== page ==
Meyer Park Residents concerned by short-term rentals

By Melanie LeCroy /
Posted 11/10/21

Residents of one Gulf Shores neighborhood voiced concern regarding the proposed Conditional Use Permit (CUP) and development of the Island Villas property in the Meyer Park neighborhood.

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Meyer Park Residents concerned by short-term rentals


Residents of one Gulf Shores neighborhood voiced concern regarding the proposed Conditional Use Permit (CUP) and development of the Island Villas property in the Meyer Park neighborhood.

Gulf Shores Zoning Administrator Andy Bauer made a presentation to the city council during the work session Nov. 1 regarding the Island Villas property located at 325 East 22nd Ave. The property currently has a 16-unit multi-family complex of long-term rentals that rent for $500 to $700 a month. The property is within the Waterway Village Overlay District and it is zoned R-4 Residential/High-Density Multi-family District. The property is boarded by commercial properties on two sides and residential on the other two sides.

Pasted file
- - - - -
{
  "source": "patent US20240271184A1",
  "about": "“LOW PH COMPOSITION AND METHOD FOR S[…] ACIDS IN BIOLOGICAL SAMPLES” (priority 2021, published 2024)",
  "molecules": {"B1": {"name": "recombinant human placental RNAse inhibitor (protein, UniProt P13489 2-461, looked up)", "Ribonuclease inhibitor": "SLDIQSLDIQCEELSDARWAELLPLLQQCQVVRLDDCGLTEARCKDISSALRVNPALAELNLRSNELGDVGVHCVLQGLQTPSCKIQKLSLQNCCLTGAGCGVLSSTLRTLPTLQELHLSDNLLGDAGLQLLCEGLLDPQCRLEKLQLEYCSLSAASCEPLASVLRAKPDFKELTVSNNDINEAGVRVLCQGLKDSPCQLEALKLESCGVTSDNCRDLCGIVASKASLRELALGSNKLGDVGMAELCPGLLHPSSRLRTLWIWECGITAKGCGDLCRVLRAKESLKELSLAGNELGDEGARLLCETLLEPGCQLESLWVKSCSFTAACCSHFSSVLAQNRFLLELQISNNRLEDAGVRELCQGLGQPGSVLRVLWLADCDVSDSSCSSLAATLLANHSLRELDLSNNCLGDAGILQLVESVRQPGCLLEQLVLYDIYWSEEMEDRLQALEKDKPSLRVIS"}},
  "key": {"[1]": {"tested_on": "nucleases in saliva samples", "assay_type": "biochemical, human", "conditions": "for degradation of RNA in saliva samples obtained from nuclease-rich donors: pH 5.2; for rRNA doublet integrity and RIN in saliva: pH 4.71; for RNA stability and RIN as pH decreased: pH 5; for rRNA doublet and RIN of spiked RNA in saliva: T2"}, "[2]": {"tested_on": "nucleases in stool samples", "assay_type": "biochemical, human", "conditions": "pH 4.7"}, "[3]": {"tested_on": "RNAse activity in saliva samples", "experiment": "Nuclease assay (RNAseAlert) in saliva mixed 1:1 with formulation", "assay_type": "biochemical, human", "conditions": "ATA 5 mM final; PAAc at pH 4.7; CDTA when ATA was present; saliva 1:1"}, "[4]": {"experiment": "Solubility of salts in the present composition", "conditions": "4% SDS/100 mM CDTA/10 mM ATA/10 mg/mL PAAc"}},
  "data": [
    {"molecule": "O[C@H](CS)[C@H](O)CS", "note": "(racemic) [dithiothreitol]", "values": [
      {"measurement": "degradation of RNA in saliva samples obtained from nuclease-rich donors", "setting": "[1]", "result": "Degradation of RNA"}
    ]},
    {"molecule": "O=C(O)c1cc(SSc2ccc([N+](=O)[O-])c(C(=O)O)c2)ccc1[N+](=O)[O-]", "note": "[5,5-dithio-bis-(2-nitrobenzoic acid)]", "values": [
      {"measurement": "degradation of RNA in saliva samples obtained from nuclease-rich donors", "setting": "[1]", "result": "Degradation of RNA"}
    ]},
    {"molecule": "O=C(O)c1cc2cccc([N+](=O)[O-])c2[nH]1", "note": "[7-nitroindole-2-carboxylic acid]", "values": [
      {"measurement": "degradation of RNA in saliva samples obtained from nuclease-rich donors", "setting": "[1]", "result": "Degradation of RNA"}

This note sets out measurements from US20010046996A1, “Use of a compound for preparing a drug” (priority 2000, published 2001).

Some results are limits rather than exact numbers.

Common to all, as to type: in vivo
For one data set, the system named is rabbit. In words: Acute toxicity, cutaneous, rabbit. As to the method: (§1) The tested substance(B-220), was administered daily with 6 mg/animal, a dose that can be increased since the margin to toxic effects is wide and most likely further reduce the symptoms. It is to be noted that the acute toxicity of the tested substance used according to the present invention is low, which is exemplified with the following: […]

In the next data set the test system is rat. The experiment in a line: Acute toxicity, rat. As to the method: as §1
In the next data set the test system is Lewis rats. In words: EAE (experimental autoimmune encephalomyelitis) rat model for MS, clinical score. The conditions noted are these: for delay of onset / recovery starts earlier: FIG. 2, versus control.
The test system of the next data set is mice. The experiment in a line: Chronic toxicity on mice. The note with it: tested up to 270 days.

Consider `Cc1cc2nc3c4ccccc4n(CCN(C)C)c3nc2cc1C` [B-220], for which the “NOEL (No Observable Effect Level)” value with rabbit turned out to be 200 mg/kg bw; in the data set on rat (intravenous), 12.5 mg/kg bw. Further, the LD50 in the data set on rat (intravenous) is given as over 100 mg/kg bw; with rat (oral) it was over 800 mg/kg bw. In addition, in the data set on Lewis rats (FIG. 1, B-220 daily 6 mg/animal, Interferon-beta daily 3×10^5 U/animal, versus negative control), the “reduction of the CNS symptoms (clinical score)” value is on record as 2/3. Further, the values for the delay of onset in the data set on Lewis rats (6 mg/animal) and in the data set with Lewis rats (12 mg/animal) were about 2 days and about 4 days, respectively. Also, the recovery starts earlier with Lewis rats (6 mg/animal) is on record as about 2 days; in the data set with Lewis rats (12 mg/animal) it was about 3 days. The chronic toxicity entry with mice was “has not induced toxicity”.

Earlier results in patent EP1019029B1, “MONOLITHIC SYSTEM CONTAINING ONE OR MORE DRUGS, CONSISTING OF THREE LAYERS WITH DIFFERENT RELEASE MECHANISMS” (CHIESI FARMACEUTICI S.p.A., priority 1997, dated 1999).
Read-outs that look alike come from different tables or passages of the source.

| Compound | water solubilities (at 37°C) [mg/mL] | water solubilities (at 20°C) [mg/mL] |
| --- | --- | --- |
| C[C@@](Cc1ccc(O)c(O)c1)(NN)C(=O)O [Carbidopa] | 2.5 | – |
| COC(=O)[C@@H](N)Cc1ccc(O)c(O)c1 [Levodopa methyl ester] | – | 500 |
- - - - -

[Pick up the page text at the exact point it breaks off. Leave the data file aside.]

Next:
The applicant, WKH Holdings, LLC. is seeking a CUP that would allow the property to be used for short-term vacation rentals. A CUP is required due to the property zoning.

 If approved, the property would include 11 one-bedroom units ranging in size from 392 to 489 square feet and five two-bedroom units with 689 square feet. The building, constructed in the early 1970s, will undergo a full interior and exterior renovation. New landscaping, pool, parking lot renovation, and lighting will be installed.